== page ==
Kaviratna Kalidasa

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Kaviratna Kalidasa
Kaviratna Kalidasa.jpg
1983 theatrical poster at Abhinaya theatre
Directed byRenuka Sharma
Produced byV. S. Govinda
Jaya Prada
Srinivasa Murthy
Music byM. Ranga Rao
CinematographyV. K. Kannan
Edited byP. G. Mohan
Anandalakshmi Enterprises
Distributed byVajreshwari Combines
Release date
  • 18 February 1983 (1983-02-18)
Running time
189 minutes[2]

Kaviratna Kalidasa (transl. Poet Kalidasa) is a 1983 Kannada-language historical drama film based on the life of Kālidāsa, a renowned Classical Sanskrit writer of the 4th Century A.D., whose name was extremely popular across the Indian sub-continent. The film was written and directed by Renuka Sharma and produced by V. S. Govinda. The film stars Rajkumar, portraying the title role of Kalidasa, along with Jaya Pradha in the role of Vidyadhare and Srinivasa Murthy as Raja Bhoja.

The film is considered to be one of the all-time top money-grossing films in the history of Kannada movies. It was distributed by Parvathamma Rajkumar under the Vajreshwari Combines banner. The movie saw a theatrical run of 25 weeks.[3]


The kingdom's chief minister wants his son to marry the king's daughter, Princess Vidyadhare. When he expresses his wish to the king, he is ridiculed. Instead, the king orders him to search for a "Sakala Vidya Paarangatha" groom for his daughter. Vowing to take revenge against the insult, the minister goes in search of a foolish groom.

Kalidasa, a humble shepherd is shown rearing his sheep. Convinced of his stupidity, the minister charms Kalidasa to accompany him to the palace, so that Kalidasa can marry the princess. Coached by the minister, Kalidasa excels in the tests conducted by Vidyadhare (Jaya Pradha). The minister is shrewd enough to teach a key sentence to Kalidasa. If he can't answer a question, Kalidasa must utter "heluvudakku, keluvudakku, idu samayavalla" ("This isn't the right time to question or answer.")

Vidyadhare is fooled by Kalidasa's brilliance and marries him. However, the truth comes out during the first night. Shattered, Vidyadhare locks Kalidasa in the palace temple and gets him to demand "vidyaabuddhi" (knowledge and wisdom) from the goddess Kali. In a mystical scene, Vidyadhare loses consciousness, while Kalidasa is blessed with vidyaabuddhi. Kalidasa is shown walking away from the palace-temple, implying his casting off his earlier ignorance and walking away from his previous life. Vidyadhare regains consciousness and goes in search of her husband.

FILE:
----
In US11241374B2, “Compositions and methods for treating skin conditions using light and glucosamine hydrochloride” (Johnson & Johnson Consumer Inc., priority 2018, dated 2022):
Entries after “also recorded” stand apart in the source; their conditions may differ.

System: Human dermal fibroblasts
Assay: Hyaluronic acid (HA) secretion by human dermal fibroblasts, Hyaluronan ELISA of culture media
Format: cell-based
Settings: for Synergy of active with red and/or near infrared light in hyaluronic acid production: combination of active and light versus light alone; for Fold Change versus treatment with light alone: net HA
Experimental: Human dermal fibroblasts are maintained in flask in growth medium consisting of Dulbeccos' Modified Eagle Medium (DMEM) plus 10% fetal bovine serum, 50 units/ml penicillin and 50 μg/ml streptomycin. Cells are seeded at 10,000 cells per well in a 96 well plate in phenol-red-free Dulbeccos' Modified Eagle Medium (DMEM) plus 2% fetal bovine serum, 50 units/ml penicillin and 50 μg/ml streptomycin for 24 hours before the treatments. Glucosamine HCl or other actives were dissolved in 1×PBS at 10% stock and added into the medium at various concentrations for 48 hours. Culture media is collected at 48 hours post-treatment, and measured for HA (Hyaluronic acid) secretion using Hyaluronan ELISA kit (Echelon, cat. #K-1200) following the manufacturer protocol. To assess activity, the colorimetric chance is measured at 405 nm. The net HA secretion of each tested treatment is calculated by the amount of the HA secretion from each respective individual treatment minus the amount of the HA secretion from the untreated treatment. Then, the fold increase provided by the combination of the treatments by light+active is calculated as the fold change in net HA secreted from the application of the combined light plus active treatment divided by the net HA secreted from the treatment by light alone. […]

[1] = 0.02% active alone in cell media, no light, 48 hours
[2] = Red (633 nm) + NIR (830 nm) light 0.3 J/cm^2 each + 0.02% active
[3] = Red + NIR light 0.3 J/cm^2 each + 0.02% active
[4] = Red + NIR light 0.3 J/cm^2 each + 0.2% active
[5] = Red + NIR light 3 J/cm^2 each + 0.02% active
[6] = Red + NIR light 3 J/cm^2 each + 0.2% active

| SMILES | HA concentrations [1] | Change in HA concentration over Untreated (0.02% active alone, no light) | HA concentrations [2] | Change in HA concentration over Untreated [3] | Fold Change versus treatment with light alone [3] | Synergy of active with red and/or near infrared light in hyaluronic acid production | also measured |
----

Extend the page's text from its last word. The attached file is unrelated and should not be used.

Kalidasa, now a renowned poet, is one of the astadiggajas (eight great poets including Daṇḍin) in the court of King Bhoja (Srinivasa Murthy), much to the ire of the elder poet Musuri Krishnamurthy. Bhoja pleads with his dear friend Kalidasa to write a charama geethe (burial song) for him. Kalidasa refuses, since Bhoja is sure to die once he hears the song. Vidyadhare assumes the name Kaladhare, rests at a prostitute Ratnakala's home and catches Kalidasa's attention. Vidyadhare is pleased to see her husband, but Kalidasa is unaware of his former life. Kalidasa composes his best work Abhignaanashaakuntala with romantic interests on Vidyadhare.

Bhoja can't bear the fact that his aptamitra (intimate friend) Kalidasa is in the company of a prostitute. The differences lead to Kalidasa parting ways with Bhoja and walking out of his court. Dimdima kavi, who is blessed with a dindima from the goddess Saraswati, throws a literary challenge to Bhoja's ashtadiggajas, asking them to complete his shloka with the answer. Bhoja recalls his friend, when none can answer the question, kamale kamlotpattitih (lotus is born in a lotus). Shamed Bhoja announces that he will donate half of his kingdom to anyone who solves the puzzle. Ratnakala gets the answer from Kalidasa and poisons him. She walks into royal court, to claim half kingdom. She answers, "Eye lotuses in the face lotus of my lady."

Dimdima kavi, who could silence herds of laureates with his dimdima, catches her fault, asking when she herself is a lady, how can she say "milady." He announces that other than Kalidasa no one can answer this puzzle. Bhoja rushes the guards to Kalaadhare's house, only to find the dead body of Kalidasa. Bhoja also learns the truth from Vidyadhare: Kalidasa was her husband. Bhoja pledges to Vidyadhare that he'll get her husband back to her and prays to the goddess Kali to donate his half life to Kalidasa. When Kalidasa awakes to life, Bhoja hides himself and tricks him to sing "charama geethe." Bhoja dies once his friend has completed the song.

The onus is now on Kalidasa to get his friend back to life; the only way is the divine intervention. He prays his heart out to the goddess Kali, who is touched by the love and affection Kalidasa and Bhoja bestow on each other. The goddess blesses both Kalidasa and Bhoja with long lives. The movie ends with Kalidasa reuniting with Vidyadhare.



The music for the film was composed by M. Ranga Rao and the lyrics were written by Chi. Udaya Shankar.[2] Rajkumar who was impressed by Mehdi Hassan's ghazal Nawazish Karam Shukriya, asked the music director to recreate the song, which resulted in Sadaa Kannale.[4]

1."Maanikyaveenam Upalalayanthim" (Lyrics: Kalidasa)Rajkumar 
2."Belli Mooditho"Rajkumar 
3."Sadaa Kannale"Rajkumar, Vani Jairam 
4."Alabyad Kane Sumkire"Rajkumar 
5."O Priyathama"Rajkumar, Vani Jairam 


  1. ^ jb007 (3 June 2015). "Haalu Jenu : A Look Back". sandslwoodking.rocks. Retrieved 27 May 2019.
  2. ^ a b Rajadhyaksha, Ashish; Willemen, Paul (1998) [1994]. Encyclopaedia of Indian Cinema (PDF). Oxford University Press. p. 460. ISBN 019-563579-5.
  3. ^ "Rajkumar films". chitratara.com. 7 April 2007. Archived from the original on 17 July 2007.
  4. ^ https://m.youtube.com/watch?feature=youtu.be&v=WumVyKezbmA

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